Our Very Own Oil Patch on the Bay


January 20, 1992|By TIM BAKER

The Maryland Department of Natural Resources has taken thefirst exciting step toward the development of a full-fledged petrochemical industry on the shores of the Chesapeake Bay.

Last month, the department granted Texaco a permit to drill an exploratory oil and gas well near Popes Creek a mile or so from where it flows into the Potomac in southern Maryland. A test rig has already hit natural gas across the river in Virginia. The oil company has leased 400,000 acres in the two states and plans to continue prospecting along a promising geological formation that runs through the Bay watershed from Richmond to Annapolis.

Sounds thrilling, doesn't it? Just imagine the view across the Bay. Oil rigs rim the shoreline. Sailboats dodge oil barges. At night the western sky blazes with those flaming runoff torches.

The Department of Natural Resources denies it has approved anything more than one little ''exploratory well.'' Texaco has promised to use the best environmental safeguards at the test site. But what if they strike oil? A gusher will inaugurate a whole new era in the Land of Pleasant Living. How does the state plan to deal with refineries, pipelines and tankers, leaks and spills? Does Maryland really want a petrochemical industry around the Chesapeake Bay?

Actually, the Department of Natural Resources says it hasn't thought about it at all. You see, Texaco must apply for a permit ''modification'' before it can begin producing any oil or gas. So there'll be plenty of time to think about theoretical problems later. Right?

The Chesapeake Bay Foundation disagrees. Last week, it demanded that the department rescind Texaco's permit. It criticizes the agency for considering the environmental impact of only the one test site while ignoring the damage full-scale commercial production would cause. It accuses the department of playing into the oil industry's hands. If Texaco discovers oil, a constituency of landowners, businessmen and developers will clamor for more drilling. By then it may be too late to stop the juggernaut.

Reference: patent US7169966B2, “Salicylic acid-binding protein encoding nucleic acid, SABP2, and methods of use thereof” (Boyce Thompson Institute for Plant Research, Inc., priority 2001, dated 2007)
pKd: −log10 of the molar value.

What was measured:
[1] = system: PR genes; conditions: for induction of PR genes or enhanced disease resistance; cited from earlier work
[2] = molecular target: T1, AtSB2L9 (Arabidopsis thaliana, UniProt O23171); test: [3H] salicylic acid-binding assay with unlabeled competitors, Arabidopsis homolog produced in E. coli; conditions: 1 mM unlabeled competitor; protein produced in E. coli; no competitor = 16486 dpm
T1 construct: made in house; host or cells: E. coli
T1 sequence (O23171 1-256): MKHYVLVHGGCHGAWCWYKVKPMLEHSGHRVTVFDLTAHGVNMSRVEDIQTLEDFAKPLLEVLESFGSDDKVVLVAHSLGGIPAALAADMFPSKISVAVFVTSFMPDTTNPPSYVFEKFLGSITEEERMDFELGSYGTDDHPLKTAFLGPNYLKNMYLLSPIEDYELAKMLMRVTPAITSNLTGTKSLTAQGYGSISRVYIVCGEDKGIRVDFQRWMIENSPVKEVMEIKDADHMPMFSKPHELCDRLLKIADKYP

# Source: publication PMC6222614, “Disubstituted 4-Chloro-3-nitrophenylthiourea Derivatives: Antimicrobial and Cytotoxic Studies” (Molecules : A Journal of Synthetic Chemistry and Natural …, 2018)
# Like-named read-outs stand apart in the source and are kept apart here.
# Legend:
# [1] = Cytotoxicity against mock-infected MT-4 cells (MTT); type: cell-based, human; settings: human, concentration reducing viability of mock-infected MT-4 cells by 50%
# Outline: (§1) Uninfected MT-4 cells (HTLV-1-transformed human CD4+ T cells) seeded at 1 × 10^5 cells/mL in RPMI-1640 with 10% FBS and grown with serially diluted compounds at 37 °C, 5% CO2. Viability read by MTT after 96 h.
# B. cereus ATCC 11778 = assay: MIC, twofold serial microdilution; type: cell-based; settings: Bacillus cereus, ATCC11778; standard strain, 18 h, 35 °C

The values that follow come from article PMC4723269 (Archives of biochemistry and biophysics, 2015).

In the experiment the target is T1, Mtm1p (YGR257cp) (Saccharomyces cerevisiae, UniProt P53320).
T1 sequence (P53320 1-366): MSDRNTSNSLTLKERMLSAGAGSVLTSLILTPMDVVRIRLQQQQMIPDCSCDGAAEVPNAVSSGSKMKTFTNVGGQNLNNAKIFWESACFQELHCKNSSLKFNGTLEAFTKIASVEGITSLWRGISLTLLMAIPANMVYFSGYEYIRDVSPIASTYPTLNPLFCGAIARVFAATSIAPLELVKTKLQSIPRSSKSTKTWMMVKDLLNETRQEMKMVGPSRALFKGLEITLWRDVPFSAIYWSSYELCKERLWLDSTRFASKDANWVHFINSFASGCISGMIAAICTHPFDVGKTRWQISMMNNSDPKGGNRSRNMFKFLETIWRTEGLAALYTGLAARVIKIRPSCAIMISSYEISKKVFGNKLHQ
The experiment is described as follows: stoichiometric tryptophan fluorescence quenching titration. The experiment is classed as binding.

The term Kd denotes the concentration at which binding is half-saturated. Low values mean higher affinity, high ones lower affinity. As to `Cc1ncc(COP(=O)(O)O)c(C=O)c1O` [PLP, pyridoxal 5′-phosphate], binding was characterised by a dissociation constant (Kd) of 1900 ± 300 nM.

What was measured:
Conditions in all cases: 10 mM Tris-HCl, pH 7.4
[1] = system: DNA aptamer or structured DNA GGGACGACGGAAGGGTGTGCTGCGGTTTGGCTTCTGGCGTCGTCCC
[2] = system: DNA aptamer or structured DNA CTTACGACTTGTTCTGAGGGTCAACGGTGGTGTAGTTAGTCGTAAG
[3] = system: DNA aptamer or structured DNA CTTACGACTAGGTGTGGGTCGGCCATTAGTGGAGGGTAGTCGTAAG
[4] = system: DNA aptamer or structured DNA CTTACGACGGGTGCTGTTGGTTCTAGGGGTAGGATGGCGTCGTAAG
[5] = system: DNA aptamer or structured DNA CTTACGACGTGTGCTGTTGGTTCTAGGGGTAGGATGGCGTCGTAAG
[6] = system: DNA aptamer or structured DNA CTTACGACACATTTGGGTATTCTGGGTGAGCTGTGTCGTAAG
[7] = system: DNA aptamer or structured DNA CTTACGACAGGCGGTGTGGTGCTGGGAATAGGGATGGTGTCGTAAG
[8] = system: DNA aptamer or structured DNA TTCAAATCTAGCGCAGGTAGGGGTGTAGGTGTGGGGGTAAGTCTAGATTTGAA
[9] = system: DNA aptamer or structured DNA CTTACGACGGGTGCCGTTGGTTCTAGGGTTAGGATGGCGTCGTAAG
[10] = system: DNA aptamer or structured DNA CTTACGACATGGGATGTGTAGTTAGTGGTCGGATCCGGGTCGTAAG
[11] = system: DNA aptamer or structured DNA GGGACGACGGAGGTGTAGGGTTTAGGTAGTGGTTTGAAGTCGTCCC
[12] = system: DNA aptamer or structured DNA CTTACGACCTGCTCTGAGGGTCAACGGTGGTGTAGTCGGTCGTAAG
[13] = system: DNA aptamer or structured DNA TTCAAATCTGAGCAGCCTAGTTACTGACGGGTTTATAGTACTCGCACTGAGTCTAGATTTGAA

This episode reminds us of two important lessons. First, environmental watchdogs must win every time, because when they lose, the consequences are often permanent. Second, we have already stressed and degraded the Chesapeake Bay beyond its capacity to absorb further punishment. After years of specific pollution controls, scientists can detect no discernible trend toward a system-wide comeback. So careful advance land-use planning is now essential in the Bay's watershed.

The primary environmental threats are no longer polluting industries, but land development. More than 15 million of us now live in the Bay region. Population growth will add another 3 million in the next 25 years. Where are we going to put them?

For the last 40 years we've put them in suburbs. But low-density suburban sprawl is strangling the Bay as inexorably as it is choking our lives. As we've spread out, we've chewed up forests and farm land and laid down miles and miles of concrete. The amount of developed residential land is increasing at twice the rate of population growth. New homes use four times as much land as they did in 1952. While population has risen 50 percent, energy use is up 100 percent and air pollution up 250 percent. The number of vehicle miles traveled is now growing four times as fast as the number of people.

Last year, the Bay Foundation's Tom Horton and William M. Eichbaum mapped out a plan for a ''sustainable existence'' in their magnificent book ''Turning the Tide.'' The Governor's Commission on Growth in the Chesapeake Bay Region (better known as the ''2020 Commission'') made a detailed series of land-use planning recommendations. Both reports suggested Maryland should direct future growth into compact areas of dense development around existing population centers and should protect and preserve large areas of farm and forest space.

In the General Assembly last year the 2020 Commission's proposals never had a chance against vehement opposition from county officials and local developers. Resistance remains so strong that the governor's latest proposal would merely ask the counties to recognize the connection between growth management and environmental protection.

The Bay watershed can no longer absorb the profligate attack on our land resources. But the state began to consider the consequences of sprawl only after too much of it had already occurred. Now we dilly-dally while development chews up land.

Maybe the Department of Natural Resources is leading us in the right direction after all. When the state's paved over and we spend half our time stalled in traffic jams, it won't matter if the Bay looks and smells like Kuwait.

Tim Baker writes on issues of city and state.

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